November 27, 2022

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Economy: How are Germany, France and the US doing?

Economy: How are Germany, France and the US doing?

While the European economy grew by 0.6 percent in the first quarter of 2022, growth slowed to 0.2 percent in the second quarter. This is clear from preliminary figures from Eurostat, the European Statistical Office. Zooming in on the results of Germany and France, we look at how the US is currently doing.

Eurozone economies are reeling from high inflation, turmoil over Russian gas supplies, supply chain problems and fears of a recession. According to Eurostat, consumer confidence has fallen to an all-time low and business sentiment has also deteriorated significantly. Interest rate hikes by the European Central Bank (ECB) and other central banks around the world to combat high inflation will also cool the economy.

read more: The IMF is more pessimistic about global economic growth this year and next

Germany: Economy stagnates

Growth in the German economy stalled in the second quarter. According to preliminary estimates from the German Federal Statistics Office, Europe’s largest economy and the Netherlands’ most important trading partner had zero percent growth. In the first quarter, the German economy advanced an adjusted 0.8 percent from the previous quarter.

According to the Bureau of Statistics, the economy was affected by the upside in exports. “A weak global economy with the ongoing coronavirus pandemic, rising prices, supply chain disruptions and the war in Ukraine is clearly weighing on economic growth,” the agency said. Consumer and government spending actually provided some support to the economy.

France: The economy is growing

After contracting in the first three months of the year, France’s economy rebounded in the second quarter. Growth was 0.5 percent on a quarterly basis, according to preliminary figures from French statistics agency Insee. It was minus 0.2 percent in the first quarter.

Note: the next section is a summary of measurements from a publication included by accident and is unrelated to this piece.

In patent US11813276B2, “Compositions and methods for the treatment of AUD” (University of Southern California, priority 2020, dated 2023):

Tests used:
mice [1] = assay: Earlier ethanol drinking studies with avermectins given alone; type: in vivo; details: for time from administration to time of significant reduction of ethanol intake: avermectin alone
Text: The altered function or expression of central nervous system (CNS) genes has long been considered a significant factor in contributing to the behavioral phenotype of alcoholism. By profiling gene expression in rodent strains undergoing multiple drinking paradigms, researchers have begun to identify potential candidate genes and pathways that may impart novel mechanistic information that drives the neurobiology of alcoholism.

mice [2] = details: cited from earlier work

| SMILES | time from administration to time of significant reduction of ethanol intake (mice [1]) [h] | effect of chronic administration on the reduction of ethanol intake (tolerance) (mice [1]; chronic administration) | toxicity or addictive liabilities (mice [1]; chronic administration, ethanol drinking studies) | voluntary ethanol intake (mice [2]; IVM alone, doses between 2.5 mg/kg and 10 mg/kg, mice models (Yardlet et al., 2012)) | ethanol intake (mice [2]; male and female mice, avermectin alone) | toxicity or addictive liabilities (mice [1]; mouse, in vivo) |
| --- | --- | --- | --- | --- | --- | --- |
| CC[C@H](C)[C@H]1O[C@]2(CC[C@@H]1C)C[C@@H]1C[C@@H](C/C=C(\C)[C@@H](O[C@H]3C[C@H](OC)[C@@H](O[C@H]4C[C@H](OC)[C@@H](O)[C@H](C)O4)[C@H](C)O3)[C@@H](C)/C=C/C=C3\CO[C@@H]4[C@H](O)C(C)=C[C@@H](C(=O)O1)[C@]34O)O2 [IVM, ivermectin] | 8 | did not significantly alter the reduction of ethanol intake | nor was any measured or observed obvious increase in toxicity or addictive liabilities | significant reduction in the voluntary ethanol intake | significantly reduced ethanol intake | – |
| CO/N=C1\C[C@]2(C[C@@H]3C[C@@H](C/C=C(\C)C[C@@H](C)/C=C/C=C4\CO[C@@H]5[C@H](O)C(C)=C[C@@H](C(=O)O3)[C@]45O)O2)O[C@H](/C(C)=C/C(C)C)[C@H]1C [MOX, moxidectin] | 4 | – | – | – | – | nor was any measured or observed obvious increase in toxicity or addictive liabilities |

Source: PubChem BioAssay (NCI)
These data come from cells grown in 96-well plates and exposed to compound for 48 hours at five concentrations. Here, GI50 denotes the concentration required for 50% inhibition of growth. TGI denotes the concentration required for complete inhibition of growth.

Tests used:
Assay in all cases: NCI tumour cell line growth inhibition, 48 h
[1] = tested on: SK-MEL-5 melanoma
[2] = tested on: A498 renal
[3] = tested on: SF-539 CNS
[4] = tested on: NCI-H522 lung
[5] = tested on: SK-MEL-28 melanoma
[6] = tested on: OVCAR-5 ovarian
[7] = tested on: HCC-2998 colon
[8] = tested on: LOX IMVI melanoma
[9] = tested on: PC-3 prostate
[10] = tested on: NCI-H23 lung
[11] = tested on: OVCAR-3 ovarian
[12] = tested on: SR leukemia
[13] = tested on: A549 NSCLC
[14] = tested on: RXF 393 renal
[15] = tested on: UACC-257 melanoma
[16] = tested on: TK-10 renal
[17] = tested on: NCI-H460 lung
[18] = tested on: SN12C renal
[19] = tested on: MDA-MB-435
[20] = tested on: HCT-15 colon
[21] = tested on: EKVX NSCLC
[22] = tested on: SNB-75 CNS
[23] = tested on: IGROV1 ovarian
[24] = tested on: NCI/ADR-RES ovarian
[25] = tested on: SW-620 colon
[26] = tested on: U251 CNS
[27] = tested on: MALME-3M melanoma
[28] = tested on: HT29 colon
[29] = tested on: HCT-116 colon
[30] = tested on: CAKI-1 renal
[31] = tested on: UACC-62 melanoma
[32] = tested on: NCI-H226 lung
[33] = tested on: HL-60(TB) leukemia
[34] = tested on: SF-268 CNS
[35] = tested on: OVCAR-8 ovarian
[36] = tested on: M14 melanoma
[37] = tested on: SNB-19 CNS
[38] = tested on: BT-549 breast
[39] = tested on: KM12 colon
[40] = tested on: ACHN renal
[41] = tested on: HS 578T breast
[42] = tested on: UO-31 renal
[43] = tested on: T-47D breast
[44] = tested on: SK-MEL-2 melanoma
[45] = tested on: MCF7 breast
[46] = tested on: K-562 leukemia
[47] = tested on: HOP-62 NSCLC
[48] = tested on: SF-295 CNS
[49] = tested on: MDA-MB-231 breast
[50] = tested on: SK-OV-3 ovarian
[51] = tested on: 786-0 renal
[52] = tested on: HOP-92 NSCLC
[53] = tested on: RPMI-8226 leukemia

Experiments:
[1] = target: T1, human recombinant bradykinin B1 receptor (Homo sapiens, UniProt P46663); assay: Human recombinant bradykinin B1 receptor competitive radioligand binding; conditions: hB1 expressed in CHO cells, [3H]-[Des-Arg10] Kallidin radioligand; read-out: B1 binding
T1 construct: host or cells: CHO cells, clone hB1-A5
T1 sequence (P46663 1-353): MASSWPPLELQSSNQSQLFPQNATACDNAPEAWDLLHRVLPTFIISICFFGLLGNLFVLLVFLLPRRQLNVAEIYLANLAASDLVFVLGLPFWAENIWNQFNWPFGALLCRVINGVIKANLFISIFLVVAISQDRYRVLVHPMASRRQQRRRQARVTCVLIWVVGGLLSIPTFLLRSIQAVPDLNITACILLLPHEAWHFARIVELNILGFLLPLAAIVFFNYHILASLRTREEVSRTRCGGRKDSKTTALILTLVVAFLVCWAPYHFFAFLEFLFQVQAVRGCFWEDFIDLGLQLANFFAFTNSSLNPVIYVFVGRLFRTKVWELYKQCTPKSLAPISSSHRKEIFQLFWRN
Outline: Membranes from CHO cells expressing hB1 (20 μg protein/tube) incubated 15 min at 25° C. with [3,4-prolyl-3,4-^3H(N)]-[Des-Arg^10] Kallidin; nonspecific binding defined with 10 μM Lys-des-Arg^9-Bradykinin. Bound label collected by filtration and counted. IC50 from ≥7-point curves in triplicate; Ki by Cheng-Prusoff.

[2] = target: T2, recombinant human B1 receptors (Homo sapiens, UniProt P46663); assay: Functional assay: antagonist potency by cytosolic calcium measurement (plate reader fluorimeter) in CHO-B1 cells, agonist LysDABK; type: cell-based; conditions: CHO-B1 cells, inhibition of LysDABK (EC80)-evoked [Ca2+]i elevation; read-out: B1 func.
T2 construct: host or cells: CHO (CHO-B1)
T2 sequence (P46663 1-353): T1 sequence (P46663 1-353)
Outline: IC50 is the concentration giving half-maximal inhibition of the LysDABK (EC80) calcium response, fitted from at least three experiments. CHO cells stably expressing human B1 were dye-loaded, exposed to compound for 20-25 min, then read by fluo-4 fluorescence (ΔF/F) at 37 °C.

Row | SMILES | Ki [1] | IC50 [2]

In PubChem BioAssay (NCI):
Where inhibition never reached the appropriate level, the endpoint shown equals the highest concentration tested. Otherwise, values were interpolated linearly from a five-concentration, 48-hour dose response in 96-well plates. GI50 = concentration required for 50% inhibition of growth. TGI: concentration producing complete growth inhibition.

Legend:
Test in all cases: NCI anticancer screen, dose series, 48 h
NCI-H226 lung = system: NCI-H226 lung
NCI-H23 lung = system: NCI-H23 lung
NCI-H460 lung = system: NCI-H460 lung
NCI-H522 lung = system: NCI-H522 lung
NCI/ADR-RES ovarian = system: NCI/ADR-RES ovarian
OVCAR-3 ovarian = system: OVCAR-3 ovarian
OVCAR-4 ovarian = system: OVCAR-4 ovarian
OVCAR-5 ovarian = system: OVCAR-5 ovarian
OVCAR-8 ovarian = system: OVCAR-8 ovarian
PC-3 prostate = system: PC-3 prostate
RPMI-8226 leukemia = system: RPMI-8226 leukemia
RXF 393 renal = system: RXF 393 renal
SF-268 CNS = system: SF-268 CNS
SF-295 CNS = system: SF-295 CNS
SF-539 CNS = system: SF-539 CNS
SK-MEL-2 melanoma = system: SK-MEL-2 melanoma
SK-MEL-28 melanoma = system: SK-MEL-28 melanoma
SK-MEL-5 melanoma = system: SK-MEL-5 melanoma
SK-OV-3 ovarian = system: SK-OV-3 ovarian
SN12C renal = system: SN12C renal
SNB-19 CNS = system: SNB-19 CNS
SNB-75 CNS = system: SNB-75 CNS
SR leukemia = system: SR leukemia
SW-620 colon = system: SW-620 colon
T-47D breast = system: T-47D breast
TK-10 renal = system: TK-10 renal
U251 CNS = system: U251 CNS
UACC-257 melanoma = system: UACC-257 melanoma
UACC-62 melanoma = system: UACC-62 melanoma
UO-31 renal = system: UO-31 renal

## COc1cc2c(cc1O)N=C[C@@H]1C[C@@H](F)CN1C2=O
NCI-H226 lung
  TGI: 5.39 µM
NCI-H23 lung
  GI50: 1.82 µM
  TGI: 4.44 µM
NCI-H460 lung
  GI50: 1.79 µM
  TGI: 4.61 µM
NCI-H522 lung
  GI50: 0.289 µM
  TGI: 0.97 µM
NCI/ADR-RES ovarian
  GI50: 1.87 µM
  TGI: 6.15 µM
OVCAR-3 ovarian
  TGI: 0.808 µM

Growth was stronger than expected. The French economy was helped by strong exports. Exports rose 0.8 percent. Consumer spending fell 0.2 percent, but that was less than the 1.3 percent decline in the first quarter.

Based on second-quarter figures, Insee expects the French economy to grow by 2.5 percent over the whole of 2022. This is in line with the government’s projections, but slightly better than the French central bank’s expectations. It expects growth of 2.3 percent for the full year.

Read the tip: Three reasons why inflation has been high for a long time

US: Economy Shrinks (Again)

The U.S. economy shrank 0.2 percent in the second quarter compared with the previous three months. Gross domestic product (GDP) also fell in that quarter.

The contraction was partly due to less investment by companies and less spending by governments in the United States, according to the Bureau of Economic Analysis, a US government agency. Additionally, less money went into housing. American companies exported a quarter earlier. Consumers spent more especially on services. They visited restaurants and hotels more often, but spent less on food and drinks at the supermarket.

Talk about recession?

By well-known definition, it represents two quarters of decline in GDP. But this reading is controversial among economists because a real economic downturn can only occur if incomes and the labor market are clearly under pressure.

U.S. President Joe Biden said it is no surprise that the economy is slowing slightly as the Federal Reserve aggressively raises interest rates. This is what the umbrella system of central banks does to combat hyperinflation. Still, Biden believes the U.S. economy is still “on the right track.” The president pointed to still rising consumer spending and a strong job market. “We will come through this transition stronger and safer.”

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